the night is dark and full of gerbils
of course the dark dwarven bros live in a dark dwarven fortress!
reflecting on the day

That’ll do it for this update. Until next time!

A productive and rainy January

Hello villagers!

What an insanely productive month January was!

Toward the start of the week I took the time to sit down and analyze the primary game loops. I came away from this exercise with a much clearer picture of what I wanted (and what I didn’t want!) from the game.

Here are the 4 primary game loops you can expect on release:

  • Making friends (or rivals!) with the cast of monster villagers
  • Completing your collections (critters, fish, treasures, plants, etc.)
  • Repairing & building up the village
  • Expanding & upgrading your home

This past week I focused on that last point, and lemme tell you…I mean business with this whole ‘sense of progress’ thing

You no longer start the game in a house! Instead, you start out by renting a room at the local inn. There’s story justification, but it’s also to introduce the player into the upgrade loop.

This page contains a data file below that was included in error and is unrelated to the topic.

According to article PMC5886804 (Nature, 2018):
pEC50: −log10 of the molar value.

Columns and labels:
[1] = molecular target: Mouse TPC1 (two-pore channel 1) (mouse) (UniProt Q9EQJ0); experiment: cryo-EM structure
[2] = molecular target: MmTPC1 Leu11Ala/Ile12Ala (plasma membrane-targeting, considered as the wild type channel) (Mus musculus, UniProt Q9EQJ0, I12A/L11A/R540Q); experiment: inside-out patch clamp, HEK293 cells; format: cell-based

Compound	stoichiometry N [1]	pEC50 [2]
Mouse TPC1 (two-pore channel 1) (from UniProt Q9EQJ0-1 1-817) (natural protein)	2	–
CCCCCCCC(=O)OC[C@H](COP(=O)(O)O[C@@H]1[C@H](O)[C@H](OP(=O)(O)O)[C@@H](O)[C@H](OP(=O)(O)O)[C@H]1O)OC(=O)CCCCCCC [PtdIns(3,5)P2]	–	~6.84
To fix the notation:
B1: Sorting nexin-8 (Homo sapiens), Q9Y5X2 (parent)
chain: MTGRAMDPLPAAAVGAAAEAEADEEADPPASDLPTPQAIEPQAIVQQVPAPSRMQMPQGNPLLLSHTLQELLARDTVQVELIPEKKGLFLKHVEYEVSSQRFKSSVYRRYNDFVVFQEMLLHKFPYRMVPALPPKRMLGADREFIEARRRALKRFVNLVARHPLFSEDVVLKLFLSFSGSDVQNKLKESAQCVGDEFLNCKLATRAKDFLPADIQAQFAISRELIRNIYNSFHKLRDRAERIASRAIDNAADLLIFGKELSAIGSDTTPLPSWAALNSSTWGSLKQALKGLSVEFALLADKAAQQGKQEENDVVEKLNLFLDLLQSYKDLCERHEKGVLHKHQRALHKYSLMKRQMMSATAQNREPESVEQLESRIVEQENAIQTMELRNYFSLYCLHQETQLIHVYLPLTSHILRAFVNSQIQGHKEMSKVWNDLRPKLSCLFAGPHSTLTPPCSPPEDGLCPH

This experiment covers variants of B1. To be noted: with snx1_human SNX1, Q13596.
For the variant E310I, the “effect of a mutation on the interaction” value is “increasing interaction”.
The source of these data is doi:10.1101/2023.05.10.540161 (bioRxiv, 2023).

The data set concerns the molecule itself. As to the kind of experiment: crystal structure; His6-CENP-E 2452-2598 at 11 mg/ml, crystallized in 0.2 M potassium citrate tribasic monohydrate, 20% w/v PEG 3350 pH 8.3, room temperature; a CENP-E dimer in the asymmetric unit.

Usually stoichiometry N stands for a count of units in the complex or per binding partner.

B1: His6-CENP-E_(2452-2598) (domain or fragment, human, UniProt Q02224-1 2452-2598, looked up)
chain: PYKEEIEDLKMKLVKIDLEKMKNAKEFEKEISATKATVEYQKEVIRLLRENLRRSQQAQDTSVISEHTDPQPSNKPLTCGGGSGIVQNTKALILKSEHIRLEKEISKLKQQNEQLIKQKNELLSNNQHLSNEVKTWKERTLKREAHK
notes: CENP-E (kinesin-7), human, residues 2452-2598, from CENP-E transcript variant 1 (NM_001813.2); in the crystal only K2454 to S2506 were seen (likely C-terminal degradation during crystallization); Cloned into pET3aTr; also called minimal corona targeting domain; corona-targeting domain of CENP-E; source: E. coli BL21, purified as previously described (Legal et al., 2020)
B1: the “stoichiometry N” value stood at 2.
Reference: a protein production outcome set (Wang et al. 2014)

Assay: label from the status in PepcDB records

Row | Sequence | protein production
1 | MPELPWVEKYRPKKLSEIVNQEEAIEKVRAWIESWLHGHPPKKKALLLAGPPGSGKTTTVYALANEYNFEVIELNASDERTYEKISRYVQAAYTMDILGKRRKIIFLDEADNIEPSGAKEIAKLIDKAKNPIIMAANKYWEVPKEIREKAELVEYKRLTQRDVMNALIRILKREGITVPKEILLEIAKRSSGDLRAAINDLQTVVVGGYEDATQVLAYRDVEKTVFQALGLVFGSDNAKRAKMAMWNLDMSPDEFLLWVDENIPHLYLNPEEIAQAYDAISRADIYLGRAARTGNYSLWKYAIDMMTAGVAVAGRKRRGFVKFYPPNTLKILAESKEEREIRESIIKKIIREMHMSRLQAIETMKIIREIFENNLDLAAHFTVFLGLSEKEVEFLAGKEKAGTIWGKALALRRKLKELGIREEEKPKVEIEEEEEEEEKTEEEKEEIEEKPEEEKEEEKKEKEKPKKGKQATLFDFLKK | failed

I really like what it’s done to the start of the game. With almost no additional prodding the player is immediately incentivized to start engaging with the various systems available to save up money.

I’ve also been giving more love to areas outside the village which I’ve come to collectively call the “outskirts”. Some areas – like the above farm – will be related to the village and you’ll find villagers and activities there on occasion

Other areas will just be for exploring. I’m definitely going to lean into some video game tropes here; you can expect to find deserts, snow-covered mountains, and haunted forests all suspiciously close to one another.

My original intent was for areas outside of town to be a bigger part of the game, but after refocusing the primary game loops I’ve decided to scale a lot of it back (maybe DLC?).